[0001] The invention relates to cutting elements used in a downhole cutting tool (such as a drag bit or the like) for advancing a borehole.

BACKGROUND

[0002] Drill bits are used as part of a drill string to advance a borehole in the earth. The drill string is rotated from the topside of the operation or by a downhole motor or both. As the bit is rotated, discrete cutting elements ("cutters") on the face of the bit fail rock at the surface of the borehole with the cutters scraping or shearing the formation. Each cutter of a rotary drag bit is positioned and oriented on a face of the drag bit to engage the earth formation of the borehole as the bit is being rotated. The cutters are typically installed on a blade of the bit with each cutter in a recess of the blade.

[0003] Drilling fluid is pumped down the drill string, into a central passageway formed in the center of the bit, and then out through nozzles in the face of the bit. The drill fluid cools the cutters and helps to remove and carry cuttings from the junk slots between the blades.

[0004] A typical cutter is cylindrical with a forward working surface that contacts and fails the rock of the borehole. The typical cutter can be made from a layer of polycrystalline diamond ("PCD") in the form of a polycrystalline diamond compact ("PDC") mounted to a substrate. A common substrate is cemented tungsten carbide. The substrate, while not as hard, is tougher than the PDC, and thus has higher impact resistance.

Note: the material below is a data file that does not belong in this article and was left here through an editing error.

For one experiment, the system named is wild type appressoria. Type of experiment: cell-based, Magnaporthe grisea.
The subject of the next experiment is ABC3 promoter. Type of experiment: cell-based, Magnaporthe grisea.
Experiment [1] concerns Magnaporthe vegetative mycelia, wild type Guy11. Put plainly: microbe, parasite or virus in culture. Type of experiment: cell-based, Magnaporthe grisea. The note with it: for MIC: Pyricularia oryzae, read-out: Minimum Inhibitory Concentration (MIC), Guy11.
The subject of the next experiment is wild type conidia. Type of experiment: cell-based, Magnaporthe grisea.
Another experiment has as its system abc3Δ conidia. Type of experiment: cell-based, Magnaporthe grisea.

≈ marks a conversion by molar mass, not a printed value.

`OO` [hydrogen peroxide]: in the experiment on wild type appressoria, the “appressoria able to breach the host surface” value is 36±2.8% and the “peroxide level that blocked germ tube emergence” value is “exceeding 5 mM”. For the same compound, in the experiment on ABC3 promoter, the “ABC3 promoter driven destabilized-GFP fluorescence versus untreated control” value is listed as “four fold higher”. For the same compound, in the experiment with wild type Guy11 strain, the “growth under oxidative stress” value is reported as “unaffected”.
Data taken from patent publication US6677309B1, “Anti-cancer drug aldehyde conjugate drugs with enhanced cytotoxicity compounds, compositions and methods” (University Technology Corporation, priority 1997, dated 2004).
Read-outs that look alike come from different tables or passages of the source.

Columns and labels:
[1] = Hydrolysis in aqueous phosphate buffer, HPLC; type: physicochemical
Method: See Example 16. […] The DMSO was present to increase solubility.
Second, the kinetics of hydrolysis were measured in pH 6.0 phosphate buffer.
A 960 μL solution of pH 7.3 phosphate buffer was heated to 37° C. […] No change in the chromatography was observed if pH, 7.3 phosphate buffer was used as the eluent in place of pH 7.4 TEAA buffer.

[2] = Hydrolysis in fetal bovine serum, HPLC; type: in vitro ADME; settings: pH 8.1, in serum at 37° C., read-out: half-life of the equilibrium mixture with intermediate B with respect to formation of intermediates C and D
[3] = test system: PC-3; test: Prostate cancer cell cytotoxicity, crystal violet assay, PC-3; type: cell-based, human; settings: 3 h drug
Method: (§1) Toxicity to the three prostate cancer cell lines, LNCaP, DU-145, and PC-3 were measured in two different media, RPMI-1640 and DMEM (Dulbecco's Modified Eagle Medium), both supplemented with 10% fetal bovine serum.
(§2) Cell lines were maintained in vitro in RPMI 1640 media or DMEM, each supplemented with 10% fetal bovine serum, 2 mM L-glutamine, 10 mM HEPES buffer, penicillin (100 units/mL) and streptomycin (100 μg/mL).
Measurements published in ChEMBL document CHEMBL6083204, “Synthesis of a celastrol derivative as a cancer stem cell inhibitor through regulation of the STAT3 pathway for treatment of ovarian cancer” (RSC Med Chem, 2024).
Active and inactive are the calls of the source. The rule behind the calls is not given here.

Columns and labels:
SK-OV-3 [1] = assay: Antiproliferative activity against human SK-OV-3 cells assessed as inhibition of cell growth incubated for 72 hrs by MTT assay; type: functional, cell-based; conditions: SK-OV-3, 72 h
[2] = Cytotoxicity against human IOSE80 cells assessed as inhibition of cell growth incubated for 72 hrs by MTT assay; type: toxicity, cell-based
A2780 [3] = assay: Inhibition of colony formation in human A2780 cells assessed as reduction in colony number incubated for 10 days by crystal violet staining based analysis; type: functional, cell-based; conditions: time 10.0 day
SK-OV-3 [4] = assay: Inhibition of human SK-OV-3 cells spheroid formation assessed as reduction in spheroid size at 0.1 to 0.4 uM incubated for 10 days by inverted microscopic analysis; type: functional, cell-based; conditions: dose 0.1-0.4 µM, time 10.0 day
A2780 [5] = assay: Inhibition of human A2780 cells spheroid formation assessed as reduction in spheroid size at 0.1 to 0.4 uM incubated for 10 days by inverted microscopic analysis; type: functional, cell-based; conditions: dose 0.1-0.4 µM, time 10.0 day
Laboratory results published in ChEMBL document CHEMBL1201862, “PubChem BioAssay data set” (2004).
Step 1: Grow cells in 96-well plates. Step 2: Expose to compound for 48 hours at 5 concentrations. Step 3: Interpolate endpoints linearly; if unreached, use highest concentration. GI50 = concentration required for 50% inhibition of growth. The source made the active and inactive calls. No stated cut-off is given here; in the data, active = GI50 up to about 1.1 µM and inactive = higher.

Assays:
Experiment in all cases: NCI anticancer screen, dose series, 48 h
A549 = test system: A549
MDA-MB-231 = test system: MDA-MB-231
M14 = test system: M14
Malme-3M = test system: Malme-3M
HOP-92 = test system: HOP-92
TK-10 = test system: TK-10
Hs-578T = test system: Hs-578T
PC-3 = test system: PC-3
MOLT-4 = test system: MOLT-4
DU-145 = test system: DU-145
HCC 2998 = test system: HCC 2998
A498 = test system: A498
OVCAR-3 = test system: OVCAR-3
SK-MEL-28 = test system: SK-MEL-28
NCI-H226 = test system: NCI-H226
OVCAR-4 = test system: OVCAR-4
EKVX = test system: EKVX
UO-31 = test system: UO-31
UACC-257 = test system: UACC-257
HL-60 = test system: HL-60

[0005] The cutter is made by mixing the polycrystalline diamond in powder form with one or more powdered metal catalysts and other materials in a mold the proximate shape of the finished cutter. The mold and raw materials are consolidated using extreme heat and pressure. Cobalt or an alloy of cobalt is the most common catalyst included in the substrate material. During processing, the cobalt infiltrates the diamond crystals and act as a catalyst to form diamond-to-diamond bonds between adjacent diamond grains to create an ultrahard cutting face to engage the rock.

[0006] The blades of a bit can extend from the nose portion over a shoulder portion of the bit. Cutters can be mounted on the leading edge of a blade of the bit and create a cutting profile of the bit. In general, the nose cutters advance the borehole and the shoulder cutters widen the borehole. Above this shoulder section is the gage section which can receive cutters and/or gaging inserts. The inserts prevent the body of the bit, which is typically softer than the PDC cutters, from contacting the borehole and being abraded or eroded by the contact. The gage inserts are generally mounted to the body of the bit or a radial face of the blade. The gage inserts can be mounted behind cutters in the gage section. The cutters and inserts limit erosive contact and maintain a nominal diameter of the bit body. The inserts can be tungsten carbide similar to the substrates of the cutters and are referred to as TCIs or tungsten carbide inserts.